Early voting has begun in Vermont. There is the possibility to make great positive changes in this election. From historic firsts in our Congressional race, to two opportunities to amend our state constitution to support freedom, along with a myriad of political offices to be determined, there are important decisions to be made. As I go door-to-door, meeting voters in Westminster, Rockingham, and Brookline, where I am running for re-election as a state representative, I find that many people are not aware of what we are voting on in this year’s general election. As a former teacher of U.S. history and government, I am concerned about what people do not know, and am also concerned about misinformation.
We will be voting on two important constitutional amendments this fall. For our state constitution to be amended, two successive legislatures need to pass a proposal before it is listed on the November ballot to get final approval from voters. This year, the legislature gave second approval to two proposals. Prop 2 will remove archaic language which leaves ambiguity around slavery being permitted in our state. Prop 5, which is also called Article 22, will guarantee reproductive freedom to people in Vermont. If the voters approve these constitutional amendments, our Vermont Constitution will be amended. If voters pass Article 22, we will be the first U.S. state to amend our constitution to protect reproductive liberty.
Opponents of Article 22 have claimed that passing the Reproductive Freedom proposal is supporting late term abortions. This is false. By Vermont law, late term abortions are only possible in rare situations related to the health of the mother or severe health conditions in a fetus. Article 22 has no impact on policy for late term abortions, which are, again, extremely rare in Vermont.
Another important opportunity in this election is the chance to end Vermont’s status as the only state to never have had a woman represent us in Washington. Senator Becca Balint is a teacher, a mother, and a public servant who I know will serve Vermont honorably in Washington.
We have two open State Senate seats in Windham county and two highly qualified candidates running for those seats. Nader Hashim and Wendy Harrison are who I will cast my votes for as State Senators for the next two years.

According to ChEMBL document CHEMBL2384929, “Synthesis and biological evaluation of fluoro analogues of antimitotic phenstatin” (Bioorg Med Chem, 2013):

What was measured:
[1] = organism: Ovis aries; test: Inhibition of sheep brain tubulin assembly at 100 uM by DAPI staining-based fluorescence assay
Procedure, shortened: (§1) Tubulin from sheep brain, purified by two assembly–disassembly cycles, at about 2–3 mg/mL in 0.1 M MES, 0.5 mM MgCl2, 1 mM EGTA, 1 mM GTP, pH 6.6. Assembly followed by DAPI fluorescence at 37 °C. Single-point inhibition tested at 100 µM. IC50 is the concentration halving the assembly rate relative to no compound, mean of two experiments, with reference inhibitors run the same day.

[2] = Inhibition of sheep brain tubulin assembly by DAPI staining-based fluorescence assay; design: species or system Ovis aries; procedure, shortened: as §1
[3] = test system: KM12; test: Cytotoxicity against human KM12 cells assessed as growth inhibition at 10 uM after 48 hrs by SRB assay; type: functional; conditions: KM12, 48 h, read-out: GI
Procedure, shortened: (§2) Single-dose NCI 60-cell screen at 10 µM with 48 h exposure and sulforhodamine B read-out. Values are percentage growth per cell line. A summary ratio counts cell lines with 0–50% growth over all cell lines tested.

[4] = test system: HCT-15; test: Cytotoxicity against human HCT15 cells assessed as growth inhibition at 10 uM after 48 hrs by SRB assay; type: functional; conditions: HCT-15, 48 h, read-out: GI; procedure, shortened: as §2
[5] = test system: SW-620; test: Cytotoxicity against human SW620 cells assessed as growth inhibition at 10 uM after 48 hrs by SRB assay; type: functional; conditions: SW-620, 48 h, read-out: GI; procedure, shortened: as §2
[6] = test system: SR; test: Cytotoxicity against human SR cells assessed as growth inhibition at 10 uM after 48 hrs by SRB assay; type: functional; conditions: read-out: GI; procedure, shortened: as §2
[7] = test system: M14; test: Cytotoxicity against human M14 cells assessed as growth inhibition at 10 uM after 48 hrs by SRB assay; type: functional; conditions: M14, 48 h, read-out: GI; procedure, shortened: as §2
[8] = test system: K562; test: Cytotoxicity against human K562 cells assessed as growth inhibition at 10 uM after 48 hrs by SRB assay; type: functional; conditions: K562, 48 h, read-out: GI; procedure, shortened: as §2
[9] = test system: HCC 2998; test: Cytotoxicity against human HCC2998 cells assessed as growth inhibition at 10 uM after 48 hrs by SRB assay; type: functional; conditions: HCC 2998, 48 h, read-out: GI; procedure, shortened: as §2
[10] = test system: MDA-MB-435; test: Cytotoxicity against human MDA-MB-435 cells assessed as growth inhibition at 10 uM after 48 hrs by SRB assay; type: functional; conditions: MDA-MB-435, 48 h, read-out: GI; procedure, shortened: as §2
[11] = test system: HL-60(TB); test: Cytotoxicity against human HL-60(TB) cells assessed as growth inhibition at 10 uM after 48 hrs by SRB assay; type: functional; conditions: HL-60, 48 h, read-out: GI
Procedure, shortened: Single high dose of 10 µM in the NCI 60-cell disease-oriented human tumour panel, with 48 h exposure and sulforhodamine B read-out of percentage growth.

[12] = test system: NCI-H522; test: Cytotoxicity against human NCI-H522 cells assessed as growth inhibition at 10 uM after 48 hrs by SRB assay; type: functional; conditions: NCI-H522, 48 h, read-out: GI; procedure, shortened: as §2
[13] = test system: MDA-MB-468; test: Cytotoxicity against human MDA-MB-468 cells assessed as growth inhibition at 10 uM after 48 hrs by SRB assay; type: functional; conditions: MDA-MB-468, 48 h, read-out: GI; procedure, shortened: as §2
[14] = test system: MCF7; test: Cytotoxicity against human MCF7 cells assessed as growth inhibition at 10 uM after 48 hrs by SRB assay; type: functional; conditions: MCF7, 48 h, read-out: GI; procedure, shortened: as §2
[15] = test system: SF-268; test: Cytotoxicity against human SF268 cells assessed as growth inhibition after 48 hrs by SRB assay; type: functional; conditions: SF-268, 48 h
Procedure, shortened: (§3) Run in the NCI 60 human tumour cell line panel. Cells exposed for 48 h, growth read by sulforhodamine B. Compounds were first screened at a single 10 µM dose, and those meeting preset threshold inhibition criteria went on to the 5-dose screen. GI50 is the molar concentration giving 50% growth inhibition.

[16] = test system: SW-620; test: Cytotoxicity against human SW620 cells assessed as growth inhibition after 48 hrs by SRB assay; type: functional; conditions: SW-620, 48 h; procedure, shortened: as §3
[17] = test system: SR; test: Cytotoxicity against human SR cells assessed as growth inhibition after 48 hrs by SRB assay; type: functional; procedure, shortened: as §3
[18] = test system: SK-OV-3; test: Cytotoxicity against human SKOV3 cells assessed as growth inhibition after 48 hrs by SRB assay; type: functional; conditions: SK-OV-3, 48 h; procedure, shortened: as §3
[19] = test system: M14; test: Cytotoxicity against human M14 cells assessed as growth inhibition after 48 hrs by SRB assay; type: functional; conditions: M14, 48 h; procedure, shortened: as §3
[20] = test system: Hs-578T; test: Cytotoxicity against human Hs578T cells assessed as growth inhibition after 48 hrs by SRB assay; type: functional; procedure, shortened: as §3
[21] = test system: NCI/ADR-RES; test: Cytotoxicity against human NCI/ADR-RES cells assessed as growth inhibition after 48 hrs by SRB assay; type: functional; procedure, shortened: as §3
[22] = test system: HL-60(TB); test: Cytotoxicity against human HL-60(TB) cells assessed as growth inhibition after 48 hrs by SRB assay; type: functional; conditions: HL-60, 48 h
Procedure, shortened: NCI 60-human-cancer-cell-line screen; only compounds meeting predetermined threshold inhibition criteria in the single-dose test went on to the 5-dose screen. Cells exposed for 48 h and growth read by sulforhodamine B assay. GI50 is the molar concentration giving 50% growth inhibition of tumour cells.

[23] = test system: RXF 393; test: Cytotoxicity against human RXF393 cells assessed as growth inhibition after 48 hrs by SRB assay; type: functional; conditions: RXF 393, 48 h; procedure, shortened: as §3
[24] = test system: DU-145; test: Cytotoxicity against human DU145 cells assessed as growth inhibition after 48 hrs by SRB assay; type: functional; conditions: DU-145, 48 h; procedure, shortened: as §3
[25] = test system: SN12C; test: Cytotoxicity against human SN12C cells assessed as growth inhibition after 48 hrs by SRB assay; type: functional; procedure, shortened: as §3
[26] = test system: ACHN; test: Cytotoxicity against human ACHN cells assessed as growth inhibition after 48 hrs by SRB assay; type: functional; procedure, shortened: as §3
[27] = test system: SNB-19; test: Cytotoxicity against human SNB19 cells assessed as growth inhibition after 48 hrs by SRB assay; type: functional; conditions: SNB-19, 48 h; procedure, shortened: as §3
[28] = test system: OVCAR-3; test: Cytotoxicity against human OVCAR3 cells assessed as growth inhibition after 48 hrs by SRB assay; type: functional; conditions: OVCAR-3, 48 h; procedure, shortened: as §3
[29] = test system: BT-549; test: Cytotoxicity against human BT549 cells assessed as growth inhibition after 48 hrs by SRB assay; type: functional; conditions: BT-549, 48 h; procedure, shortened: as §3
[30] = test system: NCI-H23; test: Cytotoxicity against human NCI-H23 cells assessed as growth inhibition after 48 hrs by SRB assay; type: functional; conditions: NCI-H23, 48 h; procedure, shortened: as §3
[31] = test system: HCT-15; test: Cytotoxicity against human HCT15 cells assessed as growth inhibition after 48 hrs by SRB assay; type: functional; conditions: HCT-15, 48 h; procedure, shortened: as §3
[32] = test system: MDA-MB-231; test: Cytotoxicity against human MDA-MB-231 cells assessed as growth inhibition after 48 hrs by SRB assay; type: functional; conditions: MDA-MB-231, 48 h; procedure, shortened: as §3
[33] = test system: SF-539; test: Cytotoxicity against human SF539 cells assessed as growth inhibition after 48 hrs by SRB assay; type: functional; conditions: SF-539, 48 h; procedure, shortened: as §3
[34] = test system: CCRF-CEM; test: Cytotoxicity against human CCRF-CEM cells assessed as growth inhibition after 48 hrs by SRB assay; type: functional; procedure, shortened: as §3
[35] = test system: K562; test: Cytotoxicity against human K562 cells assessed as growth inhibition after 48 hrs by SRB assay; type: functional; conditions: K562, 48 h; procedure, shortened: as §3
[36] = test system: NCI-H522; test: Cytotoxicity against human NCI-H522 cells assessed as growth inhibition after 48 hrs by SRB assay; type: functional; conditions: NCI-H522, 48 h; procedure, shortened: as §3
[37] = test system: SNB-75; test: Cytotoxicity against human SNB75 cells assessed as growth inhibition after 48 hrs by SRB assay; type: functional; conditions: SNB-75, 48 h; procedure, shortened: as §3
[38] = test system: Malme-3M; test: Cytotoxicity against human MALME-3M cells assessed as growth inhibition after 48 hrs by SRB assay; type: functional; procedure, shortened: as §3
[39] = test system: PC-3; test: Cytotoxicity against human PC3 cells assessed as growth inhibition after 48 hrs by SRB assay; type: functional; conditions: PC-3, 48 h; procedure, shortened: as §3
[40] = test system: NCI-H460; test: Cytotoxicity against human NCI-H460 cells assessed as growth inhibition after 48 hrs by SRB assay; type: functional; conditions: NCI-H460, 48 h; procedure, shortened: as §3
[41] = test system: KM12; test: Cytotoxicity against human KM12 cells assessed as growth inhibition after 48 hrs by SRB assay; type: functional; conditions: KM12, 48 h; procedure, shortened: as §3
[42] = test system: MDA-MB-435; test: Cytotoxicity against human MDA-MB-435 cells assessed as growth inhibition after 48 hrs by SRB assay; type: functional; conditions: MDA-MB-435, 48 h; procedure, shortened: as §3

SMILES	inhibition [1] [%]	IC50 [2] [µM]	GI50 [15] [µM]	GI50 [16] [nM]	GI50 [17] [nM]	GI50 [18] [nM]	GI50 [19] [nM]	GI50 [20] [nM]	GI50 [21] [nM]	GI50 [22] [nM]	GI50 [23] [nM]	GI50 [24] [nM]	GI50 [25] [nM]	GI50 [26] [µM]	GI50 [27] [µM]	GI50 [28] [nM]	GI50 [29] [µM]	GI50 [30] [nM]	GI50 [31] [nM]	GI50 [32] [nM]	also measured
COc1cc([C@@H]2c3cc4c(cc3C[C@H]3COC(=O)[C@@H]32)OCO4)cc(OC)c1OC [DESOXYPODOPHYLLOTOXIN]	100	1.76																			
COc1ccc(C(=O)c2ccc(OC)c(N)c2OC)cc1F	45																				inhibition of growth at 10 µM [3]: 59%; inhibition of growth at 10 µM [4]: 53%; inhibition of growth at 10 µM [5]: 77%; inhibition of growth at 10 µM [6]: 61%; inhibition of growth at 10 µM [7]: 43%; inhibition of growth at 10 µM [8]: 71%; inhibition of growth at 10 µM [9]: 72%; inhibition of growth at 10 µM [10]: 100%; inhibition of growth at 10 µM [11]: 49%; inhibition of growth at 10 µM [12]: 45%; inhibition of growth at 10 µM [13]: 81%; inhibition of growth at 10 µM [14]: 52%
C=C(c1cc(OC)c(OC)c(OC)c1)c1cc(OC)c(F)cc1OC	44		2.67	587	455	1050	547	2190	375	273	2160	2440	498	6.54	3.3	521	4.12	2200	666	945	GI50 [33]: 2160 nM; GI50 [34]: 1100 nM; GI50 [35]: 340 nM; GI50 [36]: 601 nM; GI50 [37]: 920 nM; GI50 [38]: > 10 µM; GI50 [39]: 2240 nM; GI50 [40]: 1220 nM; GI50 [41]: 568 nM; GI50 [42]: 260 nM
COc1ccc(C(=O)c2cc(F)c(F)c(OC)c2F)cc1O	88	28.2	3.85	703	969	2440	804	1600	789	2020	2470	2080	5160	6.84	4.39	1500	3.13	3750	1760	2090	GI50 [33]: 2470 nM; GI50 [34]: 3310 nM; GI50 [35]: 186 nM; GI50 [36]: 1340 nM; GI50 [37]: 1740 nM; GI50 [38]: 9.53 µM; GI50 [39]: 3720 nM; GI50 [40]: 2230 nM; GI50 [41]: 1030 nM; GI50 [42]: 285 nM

During midterm elections, turnout is often lower than it is in presidential election years. There are many reasons it is important to go to the polls on or before Nov. 8, 2022 to cast your ballot. Becca Balint is one. Voting on the proposals to remove the language of slavery from our constitution and guarantee reproductive freedom are two more. Electing your local representatives, from the Justices of the Peace who will support democracy at the local level, to casting votes to determine who will represent you in the Vermont Statehouse and in Washington are others.
The Vermont legislature passed 240 bills in the last biennium. Governor Scott vetoed 15 of those, including a pensions bill for state employees, a bill protecting biodiversity, and other critical legislation. The legislature was able to override only some of the vetoes. Your votes will impact the future of Vermont: Our people, our land, our water, and our forest for more than the next two years. Choose wisely.
Wherever you live in our beautiful state, do your homework. Research the people running for office and cast your votes wisely to support candidates and proposals that match your values. The future of Vermont is at stake.
Representative from Westminster, Vt.